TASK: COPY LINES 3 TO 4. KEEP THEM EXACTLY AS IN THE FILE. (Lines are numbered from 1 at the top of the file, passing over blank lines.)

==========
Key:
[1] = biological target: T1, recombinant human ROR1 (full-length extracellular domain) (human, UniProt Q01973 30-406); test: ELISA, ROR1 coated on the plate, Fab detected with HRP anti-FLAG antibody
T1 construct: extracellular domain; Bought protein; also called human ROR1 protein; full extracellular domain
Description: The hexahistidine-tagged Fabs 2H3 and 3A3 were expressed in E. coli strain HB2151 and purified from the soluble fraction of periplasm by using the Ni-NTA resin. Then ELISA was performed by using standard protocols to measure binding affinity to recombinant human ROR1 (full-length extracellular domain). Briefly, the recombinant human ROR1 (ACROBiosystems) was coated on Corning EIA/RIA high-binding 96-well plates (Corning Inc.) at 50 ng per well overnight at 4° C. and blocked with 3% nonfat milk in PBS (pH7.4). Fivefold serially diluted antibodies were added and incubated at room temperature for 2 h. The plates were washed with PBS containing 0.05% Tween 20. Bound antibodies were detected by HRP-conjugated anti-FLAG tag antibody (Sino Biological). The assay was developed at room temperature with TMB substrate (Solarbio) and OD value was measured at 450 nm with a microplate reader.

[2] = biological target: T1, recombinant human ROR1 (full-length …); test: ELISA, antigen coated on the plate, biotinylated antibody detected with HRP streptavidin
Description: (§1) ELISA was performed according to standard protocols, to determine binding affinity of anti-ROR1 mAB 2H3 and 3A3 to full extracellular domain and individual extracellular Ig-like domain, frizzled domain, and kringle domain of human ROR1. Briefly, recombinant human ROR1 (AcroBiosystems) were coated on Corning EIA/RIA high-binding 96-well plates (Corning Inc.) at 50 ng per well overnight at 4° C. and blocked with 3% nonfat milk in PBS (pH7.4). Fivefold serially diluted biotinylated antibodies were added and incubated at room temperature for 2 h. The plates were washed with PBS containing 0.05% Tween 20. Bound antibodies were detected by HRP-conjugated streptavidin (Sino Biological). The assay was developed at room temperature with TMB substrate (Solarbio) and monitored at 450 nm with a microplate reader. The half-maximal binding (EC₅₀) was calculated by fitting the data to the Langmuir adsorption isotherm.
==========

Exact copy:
T1 construct: extracellular domain; Bought protein; also called human ROR1 protein; full extracellular domain
Description: The hexahistidine-tagged Fabs 2H3 and 3A3 were expressed in E. coli strain HB2151 and purified from the soluble fraction of periplasm by using the Ni-NTA resin. Then ELISA was performed by using standard protocols to measure binding affinity to recombinant human ROR1 (full-length extracellular domain). Briefly, the recombinant human ROR1 (ACROBiosystems) was coated on Corning EIA/RIA high-binding 96-well plates (Corning Inc.) at 50 ng per well overnight at 4° C. and blocked with 3% nonfat milk in PBS (pH7.4). Fivefold serially diluted antibodies were added and incubated at room temperature for 2 h. The plates were washed with PBS containing 0.05% Tween 20. Bound antibodies were detected by HRP-conjugated anti-FLAG tag antibody (Sino Biological). The assay was developed at room temperature with TMB substrate (Solarbio) and OD value was measured at 450 nm with a microplate reader.